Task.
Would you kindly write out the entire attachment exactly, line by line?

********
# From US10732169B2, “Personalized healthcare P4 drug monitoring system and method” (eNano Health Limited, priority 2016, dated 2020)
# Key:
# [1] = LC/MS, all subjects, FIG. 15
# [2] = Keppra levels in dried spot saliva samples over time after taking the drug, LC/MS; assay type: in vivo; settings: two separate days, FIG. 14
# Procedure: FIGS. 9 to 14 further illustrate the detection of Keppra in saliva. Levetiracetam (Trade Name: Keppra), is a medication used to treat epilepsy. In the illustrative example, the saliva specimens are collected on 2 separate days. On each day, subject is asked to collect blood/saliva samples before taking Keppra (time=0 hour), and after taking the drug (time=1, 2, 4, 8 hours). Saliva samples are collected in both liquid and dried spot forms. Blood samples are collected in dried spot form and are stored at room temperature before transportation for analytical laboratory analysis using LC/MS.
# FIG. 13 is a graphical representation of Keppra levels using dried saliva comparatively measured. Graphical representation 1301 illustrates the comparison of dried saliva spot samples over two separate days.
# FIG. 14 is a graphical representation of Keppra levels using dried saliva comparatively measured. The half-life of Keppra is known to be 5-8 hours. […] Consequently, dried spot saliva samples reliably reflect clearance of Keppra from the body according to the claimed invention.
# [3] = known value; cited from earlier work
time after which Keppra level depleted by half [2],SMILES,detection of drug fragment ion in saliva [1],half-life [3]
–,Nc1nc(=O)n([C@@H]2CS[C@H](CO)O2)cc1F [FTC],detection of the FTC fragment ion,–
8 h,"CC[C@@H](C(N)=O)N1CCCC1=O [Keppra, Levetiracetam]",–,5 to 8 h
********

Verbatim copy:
# From US10732169B2, “Personalized healthcare P4 drug monitoring system and method” (eNano Health Limited, priority 2016, dated 2020)
# Key:
# [1] = LC/MS, all subjects, FIG. 15
# [2] = Keppra levels in dried spot saliva samples over time after taking the drug, LC/MS; assay type: in vivo; settings: two separate days, FIG. 14
# Procedure: FIGS. 9 to 14 further illustrate the detection of Keppra in saliva. Levetiracetam (Trade Name: Keppra), is a medication used to treat epilepsy. In the illustrative example, the saliva specimens are collected on 2 separate days. On each day, subject is asked to collect blood/saliva samples before taking Keppra (time=0 hour), and after taking the drug (time=1, 2, 4, 8 hours). Saliva samples are collected in both liquid and dried spot forms. Blood samples are collected in dried spot form and are stored at room temperature before transportation for analytical laboratory analysis using LC/MS.
# FIG. 13 is a graphical representation of Keppra levels using dried saliva comparatively measured. Graphical representation 1301 illustrates the comparison of dried saliva spot samples over two separate days.
# FIG. 14 is a graphical representation of Keppra levels using dried saliva comparatively measured. The half-life of Keppra is known to be 5-8 hours. […] Consequently, dried spot saliva samples reliably reflect clearance of Keppra from the body according to the claimed invention.
# [3] = known value; cited from earlier work
time after which Keppra level depleted by half [2],SMILES,detection of drug fragment ion in saliva [1],half-life [3]
–,Nc1nc(=O)n([C@@H]2CS[C@H](CO)O2)cc1F [FTC],detection of the FTC fragment ion,–
8 h,"CC[C@@H](C(N)=O)N1CCCC1=O [Keppra, Levetiracetam]",–,5 to 8 h